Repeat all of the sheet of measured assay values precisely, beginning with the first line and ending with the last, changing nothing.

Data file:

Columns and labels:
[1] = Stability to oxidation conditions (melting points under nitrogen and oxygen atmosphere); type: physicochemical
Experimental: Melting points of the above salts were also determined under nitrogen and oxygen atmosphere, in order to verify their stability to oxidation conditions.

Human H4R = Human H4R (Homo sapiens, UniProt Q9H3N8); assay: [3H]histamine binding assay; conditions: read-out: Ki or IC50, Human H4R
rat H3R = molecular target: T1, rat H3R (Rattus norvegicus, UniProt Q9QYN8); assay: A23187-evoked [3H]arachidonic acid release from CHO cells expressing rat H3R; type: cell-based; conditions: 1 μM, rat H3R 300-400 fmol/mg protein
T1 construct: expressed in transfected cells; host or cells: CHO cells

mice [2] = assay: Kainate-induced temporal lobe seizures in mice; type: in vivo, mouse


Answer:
Columns and labels:
[1] = Stability to oxidation conditions (melting points under nitrogen and oxygen atmosphere); type: physicochemical
Experimental: Melting points of the above salts were also determined under nitrogen and oxygen atmosphere, in order to verify their stability to oxidation conditions.

Human H4R = Human H4R (Homo sapiens, UniProt Q9H3N8); assay: [3H]histamine binding assay; conditions: read-out: Ki or IC50, Human H4R
rat H3R = molecular target: T1, rat H3R (Rattus norvegicus, UniProt Q9QYN8); assay: A23187-evoked [3H]arachidonic acid release from CHO cells expressing rat H3R; type: cell-based; conditions: 1 μM, rat H3R 300-400 fmol/mg protein
T1 construct: expressed in transfected cells; host or cells: CHO cells

mice [2] = assay: Kainate-induced temporal lobe seizures in mice; type: in vivo, mouse